Monday, March 1, 2010

From under a Paris lamplight - Edith Piaf

It’s pretty hard to know what to write about Edith Piaf, without sounding trite or repeating what everyone else has already said, or both. And it’s not easy to know where to begin in choosing her recordings, either – especially for someone like me who has fairly chronic compilationphobia. But, of course, Edith Piaf died before the LP had scarcely been born and, in any event, her music is too central both to the love of music and to its history to avoid taking the leap, choosing something from the 50 million “best of” albums of her music, and giving her a spot in this blog.

I eventually settled on an amazingly cheap 3CD compilation from EMI, with 72 tracks and 3 hours and 46 minutes of music. In some ways, it does a disservice to Piaf to have so much of her music here in one place. She sang in a time where music was performed and savoured in songs rather than in albums, and it easy to skim over the trees when there is so much wood to navigate through, and to gasp at.

But, even so, hearing Piaf like this, track after track, you find yourself so plunged into those grim, impoverished French streets of the 40s and 50s, that their shadows begin to seem familiar, and you begin to feel almost a sense of comfort and home beneath that smoky streetlamp under which legend, if not history, said that she was born, and to which her voice, so full of unpretentious, unromanticised tragedy, strident and yet defenceless, always seems to return.

Piaf’s voice is, of course, one of the most recognisable (and, incidentally, one of the most imitated) in popular music. And yet it is perhaps also one of the most difficult to describe. It’s not quite musical, in any traditional sense, and yet when it sings, it is almost impossible to imagine the song sung differently; it’s not quite a strong voice, but it has guts; and its emotions are harsh and raw, yet still always quivering in their vulnerability. But none of that is quite it, either. Piaf’s voice, like her music, is what it is not because of the sum of its parts, but because of the grubby, smoke-filled bars on grubby, smoke-filled streets, in which it has its roots. This is music that belongs as much to the French underclass, as it does to Edith Piaf.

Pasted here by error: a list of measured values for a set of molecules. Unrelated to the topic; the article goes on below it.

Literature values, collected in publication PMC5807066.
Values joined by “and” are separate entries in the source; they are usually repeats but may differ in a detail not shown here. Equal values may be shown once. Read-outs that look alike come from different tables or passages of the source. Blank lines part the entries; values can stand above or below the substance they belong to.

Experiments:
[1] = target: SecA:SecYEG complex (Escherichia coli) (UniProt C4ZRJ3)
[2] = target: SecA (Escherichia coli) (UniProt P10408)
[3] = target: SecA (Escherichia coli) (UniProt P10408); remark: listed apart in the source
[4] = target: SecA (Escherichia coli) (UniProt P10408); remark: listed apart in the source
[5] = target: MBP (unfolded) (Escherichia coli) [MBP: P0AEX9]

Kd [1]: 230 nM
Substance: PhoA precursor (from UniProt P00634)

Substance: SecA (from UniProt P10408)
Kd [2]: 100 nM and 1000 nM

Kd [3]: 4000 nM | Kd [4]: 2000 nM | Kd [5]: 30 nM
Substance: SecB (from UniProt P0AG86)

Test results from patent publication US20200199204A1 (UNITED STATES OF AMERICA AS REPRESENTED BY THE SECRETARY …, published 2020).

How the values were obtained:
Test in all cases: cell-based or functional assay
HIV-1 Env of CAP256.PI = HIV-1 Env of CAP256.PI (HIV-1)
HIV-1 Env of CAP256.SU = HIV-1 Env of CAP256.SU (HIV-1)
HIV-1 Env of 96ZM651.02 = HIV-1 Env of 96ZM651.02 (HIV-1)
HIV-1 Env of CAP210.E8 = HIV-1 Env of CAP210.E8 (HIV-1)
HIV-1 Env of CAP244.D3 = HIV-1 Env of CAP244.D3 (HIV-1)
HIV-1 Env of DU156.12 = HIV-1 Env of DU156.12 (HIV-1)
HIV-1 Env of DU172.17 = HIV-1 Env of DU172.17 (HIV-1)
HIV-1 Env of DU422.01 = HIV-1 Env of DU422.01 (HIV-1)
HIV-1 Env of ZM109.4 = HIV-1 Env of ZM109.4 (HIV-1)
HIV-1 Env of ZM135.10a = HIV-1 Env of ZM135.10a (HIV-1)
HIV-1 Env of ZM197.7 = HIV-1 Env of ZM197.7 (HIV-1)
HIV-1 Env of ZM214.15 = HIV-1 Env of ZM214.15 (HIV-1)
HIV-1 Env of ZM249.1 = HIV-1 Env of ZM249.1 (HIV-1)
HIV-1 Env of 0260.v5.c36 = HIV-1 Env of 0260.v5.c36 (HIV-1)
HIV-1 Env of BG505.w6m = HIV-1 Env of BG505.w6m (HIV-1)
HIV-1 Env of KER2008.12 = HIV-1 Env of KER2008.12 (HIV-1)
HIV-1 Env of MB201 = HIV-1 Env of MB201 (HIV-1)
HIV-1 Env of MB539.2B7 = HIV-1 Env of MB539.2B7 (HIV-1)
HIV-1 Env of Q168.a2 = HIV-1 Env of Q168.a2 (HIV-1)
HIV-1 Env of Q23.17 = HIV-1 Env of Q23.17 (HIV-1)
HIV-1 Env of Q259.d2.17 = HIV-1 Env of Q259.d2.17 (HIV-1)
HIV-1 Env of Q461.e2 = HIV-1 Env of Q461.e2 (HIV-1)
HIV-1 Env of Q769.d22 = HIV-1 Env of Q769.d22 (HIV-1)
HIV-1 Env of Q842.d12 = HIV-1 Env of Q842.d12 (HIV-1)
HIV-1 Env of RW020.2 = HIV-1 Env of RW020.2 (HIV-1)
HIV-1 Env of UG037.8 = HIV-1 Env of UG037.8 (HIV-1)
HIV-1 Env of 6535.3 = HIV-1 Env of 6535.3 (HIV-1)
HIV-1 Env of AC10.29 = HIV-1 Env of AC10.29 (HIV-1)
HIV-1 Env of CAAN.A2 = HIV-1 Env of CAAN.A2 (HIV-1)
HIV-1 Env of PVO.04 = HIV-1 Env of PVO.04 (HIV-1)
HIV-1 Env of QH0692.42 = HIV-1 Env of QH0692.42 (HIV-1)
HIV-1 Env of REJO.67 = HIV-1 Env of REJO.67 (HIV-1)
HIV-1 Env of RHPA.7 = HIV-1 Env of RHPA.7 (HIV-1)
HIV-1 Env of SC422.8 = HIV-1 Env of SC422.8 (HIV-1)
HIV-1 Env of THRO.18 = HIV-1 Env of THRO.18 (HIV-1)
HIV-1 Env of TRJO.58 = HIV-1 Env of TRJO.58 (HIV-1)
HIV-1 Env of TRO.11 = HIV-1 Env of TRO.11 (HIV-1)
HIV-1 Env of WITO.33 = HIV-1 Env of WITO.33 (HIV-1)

It says a lot about Piaf’s artistry that you can assemble a selection of 72 of her best, and still feel that you haven’t had enough. There’s a good deal of territory traversed in Piaf’s musical output and, while pretty well all of it might be steeped in shadows, you see here just how many shades there are there. There’s the strident, sardonic march of ‘Padam, Padam’; the haunting, tolling knell of ‘Les Trois Cloches’; the operatic grandeur of ‘Miséricorde’, the harsh irony of ‘Bravo Pour Le Clown’, the sad emptiness of ‘L'Accordéoniste’, the caustic dance of ‘Milord’, the brave resolve of ‘Exodus’, and, of course, the famous staples, like Piaf’s early signature ‘La Vie En Rose’, and her later ‘Non, Je Ne Regrette Rien’, both bringing their own little slithers of hope and light, frail and yet determined, in through the smoke and fog.

And yet for me it’s not so much these shifts and changes of nuance that hold me captive with Piaf, but more her wonderful ability to use her voice to conjure up not only a time and a place, but a whole social milieu, a whole way of life, of struggle, of poverty, and of grim, gritty resolve to survive against whatever odds the more privileged classes have left you. So, even if you don’t understand a word of French (which I don’t) and even if the CD doesn’t come with words and translations (which mine didn’t), you know what these songs are saying to you.

Edith Piaf has, of course, been covered and biographed (and blogged, no doubt) more than probably any other popular singer – but, ultimately, it’s her music that tells her story the best of all, and that pays her the greatest tribute.

72 songs on 3CDs for $10 might seem an incredible bargain, and it is – but I can’t help but notice that there’s a 20CD set, apparently as close as you can get to being a complete survey of her work, floating around the internet shops too …

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